LIPA to Raise Rates By 2 Percent

The hike is not related to Irene costs.

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    NEWSLETTERS

    The hike is not related to Irene costs.

    The Long Island Power Authority announced a 2 percent rate increase for its customers Tuesday that will take effect during the next billing cycle.

    The hike will amount to slightly more than $3 a month for the average residential customer.

    LIPA Chief Operating Officer Michael Hervey said the increase is not related to costs endured during the cleanup from Irene, and is needed to cover higher-than-expected fuel costs from the spring and early summer.

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    Tropical storm Irene has left many families without electricity. LIPA says it is hoping to restore power by Friday.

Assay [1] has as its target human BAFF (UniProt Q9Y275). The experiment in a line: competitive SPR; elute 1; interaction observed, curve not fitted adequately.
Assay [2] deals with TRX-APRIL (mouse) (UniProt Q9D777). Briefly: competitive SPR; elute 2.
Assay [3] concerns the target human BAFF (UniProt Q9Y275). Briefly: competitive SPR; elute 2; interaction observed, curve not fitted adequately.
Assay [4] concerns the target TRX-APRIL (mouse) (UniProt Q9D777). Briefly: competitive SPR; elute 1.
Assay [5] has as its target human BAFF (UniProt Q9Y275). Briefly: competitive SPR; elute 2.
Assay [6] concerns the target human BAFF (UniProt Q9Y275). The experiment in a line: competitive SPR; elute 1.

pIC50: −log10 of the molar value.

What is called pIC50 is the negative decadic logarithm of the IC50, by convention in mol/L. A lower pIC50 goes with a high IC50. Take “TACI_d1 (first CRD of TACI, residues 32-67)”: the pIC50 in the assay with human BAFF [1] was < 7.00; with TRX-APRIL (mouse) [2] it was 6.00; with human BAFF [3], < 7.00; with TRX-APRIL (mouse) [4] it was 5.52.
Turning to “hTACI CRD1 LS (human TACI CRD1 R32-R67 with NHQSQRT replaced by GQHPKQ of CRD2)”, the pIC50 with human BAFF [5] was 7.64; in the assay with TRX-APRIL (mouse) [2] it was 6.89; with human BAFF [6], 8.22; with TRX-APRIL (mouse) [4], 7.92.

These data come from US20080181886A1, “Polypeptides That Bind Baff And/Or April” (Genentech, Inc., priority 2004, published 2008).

The utility said recently that Irene was the most expensive storm in the utility's history, costing $176 million to restore power and clean up the damage left in its wake.

    Customers may still have to foot the bill for Irene costs; that could come next year.

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    Many are still experiencing power outages after the storm. LIPA says it could take until next week to restore power.

    FEMA is expected to reimburse 75 percent of the Irene expenses, but LIPA will be on the hook to cover the rest, about $44 million.

    Irene knocked out power to more than 523,000 LIPA customers, a record for the utility.

    LIPA's costs included transporting and paying for more than 3,500 extra workers from out of town, and putting them in hotels.